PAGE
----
Description

Objective

After a long hiatus from system building, I wanted to build something that would challenge me to pack as much performance as possible into a tiny package. When I found the Fractal Node 202, I just knew that it was the perfect platform for this build. The original intent was to use a small form factor GPU and water cool the CPU for maximum effect but I later reconsidered this idea because it would've involved cutting the bracing in the middle of the case and the only GPU that would fit next to a 120 rad was the R9 Nano. While the R9 Nano is a great performer, the high price and the limited upgrade path was a no go for me.

Part Selection

CPU - Some might call me crazy for putting an unlocked i7 in such a tiny build but I just had to have it. As you'll read below, managing temps wasn't easy and the cooling options are severely limited for those who are looking for performance CPU's that are 90W TDP and beyond in a build this small.

CPU Cooler - After searching for a high performing low profile cooler, the two that stood out to me were the Scythe Big Shuriken Rev.B and the Thermalright AXP-100r. The problem was on paper, neither of these coolers were supposed to fit in this case as Fractal claims that the max cooler height allowed is 56mm. A little more researched showed that while Fractal was right, removing the filter under the top cover of the case allowed me to gain several additional millimeters of height. And let me tell you that AXP-100r was a tight fit (see the pics) but I can assure you that it will fit and cools the 6700k @ 4.4Ghz without breaking a sweat. Also, I had to use a dremel tool to shave a little material in one small area due to interference with the chip-set heat sink mounting screw. (see the pics) After I checked that the back plate would clear the screw, I touched up the exposed metal with black paint and carried on with the cooler installation.

It's also worth noting that the mounting hardware is seriously beefy. As in I couldn't bend it with my bare hands if I wanted to kind of beefy.

Motherboard - I have to give credit to Kylie at Awesome Sauce Network for turning me on to this motherboard. The specs, looks and connection locations were a great fit in the Node 202. There are only a few mITX motherboards out there that had the kind of overclocking features that I wanted and this one has nearly all of the features that I'm used to seeing in a full size ATX motherboard.

Memory - Not much to say here. I've always had good experience with Kingston products and this 2x8GB kit has worked well in this build.

Storage - The Samsung EVO SSD is just simply awesome! My PC can go from "off" to "desktop" in under 25 seconds. Programs load super fast and even my game load times are a fraction of was they used to be.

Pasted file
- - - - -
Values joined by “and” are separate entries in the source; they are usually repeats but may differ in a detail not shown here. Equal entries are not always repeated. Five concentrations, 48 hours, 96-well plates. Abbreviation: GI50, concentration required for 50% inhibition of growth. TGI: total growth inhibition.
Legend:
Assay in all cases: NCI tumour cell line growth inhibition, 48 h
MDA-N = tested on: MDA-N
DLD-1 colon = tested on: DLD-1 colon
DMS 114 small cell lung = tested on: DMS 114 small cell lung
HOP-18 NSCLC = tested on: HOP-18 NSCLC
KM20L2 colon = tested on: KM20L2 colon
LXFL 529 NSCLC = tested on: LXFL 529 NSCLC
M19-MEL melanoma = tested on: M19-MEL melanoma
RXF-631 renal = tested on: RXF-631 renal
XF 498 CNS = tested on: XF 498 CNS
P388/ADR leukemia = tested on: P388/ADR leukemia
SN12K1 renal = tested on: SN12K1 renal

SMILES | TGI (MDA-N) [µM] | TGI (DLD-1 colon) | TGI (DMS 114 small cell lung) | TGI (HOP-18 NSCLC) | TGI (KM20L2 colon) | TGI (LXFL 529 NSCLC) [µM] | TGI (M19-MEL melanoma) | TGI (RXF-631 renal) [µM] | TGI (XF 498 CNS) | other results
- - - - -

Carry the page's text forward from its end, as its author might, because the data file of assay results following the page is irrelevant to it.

Video Card - Admittedly, the GPU in this build is a GTX 1070 Founders Edition straight from Nvidia but I didn't see it in any of the searches on the website. That said, any of the board partners Founders Edition cards are going to get the job done. FYI...MSI Afterburner with custom fan curve is your friend. ((Doom 2016 at Ultra/Nightmare settings yield 100+ FPS. Flipping awesome!!!))

Case - The Fractal Design Node 202 makes this whole build even more awesome in my opinion. I have heard several criticisms about building in this case and I can honestly say that for the most part they are true. I too was nervous when it came time to remove the bottom cover from the metal frame of the case. The clips seem fragile at first but once you get the hang of it and start from the back clips near the IO access, it comes apart without too much trouble. Just be careful to clear the front IO connections when pulling the metal frame away from the bottom cover. The other criticism involves the filter configuration requiring the aforementioned tedious bottom cover removal anytime you want to access the filters. Also, when the case is in the vertical position, the top vents do not have any such filters. All filter woes aside, I say if you don't want to deal with all of that, just remove the filters and take a can of air to the case a couple of times a year and you'll be fine. Ultimately, I couldn't be happier with combination of smart internal layout and subtle visuals. Definitely primed for a understated performance monster!

UPDATE - I forgot to mention that the case fans are Fractal Venturi 120x25mm which are the high static pressure models. Since there's filter material on the intake and the GPU about 10mm away on the exhaust side, I wanted to make sure that air flow wouldn't be a problem. Also, it just so happens that the intake fan nearest the front I/O panel lines up perfectly to directly feed fresh air right into the GPU fan inlet. I did some testing and found that while gaming, the GPU does operate 2-4C cooler with the intake fans in use, which also keeps the GPU fan a little lower on the fan curve. It's like a ram air intake for my 1070!

OS - Windows 10 PRO 64 because of reasons. Enough said there.

Conclusions

Throughout the course of this build I was continually surprised by how easily things progressed. The cable management seemed complicated at first, but with a little trial and error, even that was a breeze. I had suspected from the beginning that temps would be an issue with this build and to some degree I was right. When overclocking the CPU a was able to achieve 4.6Ghz stable at 1.35v (88-92C when stress testing) but opted to run at 4.4Ghz at 1.25v (78-84C when stress testing) for better temps during daily use.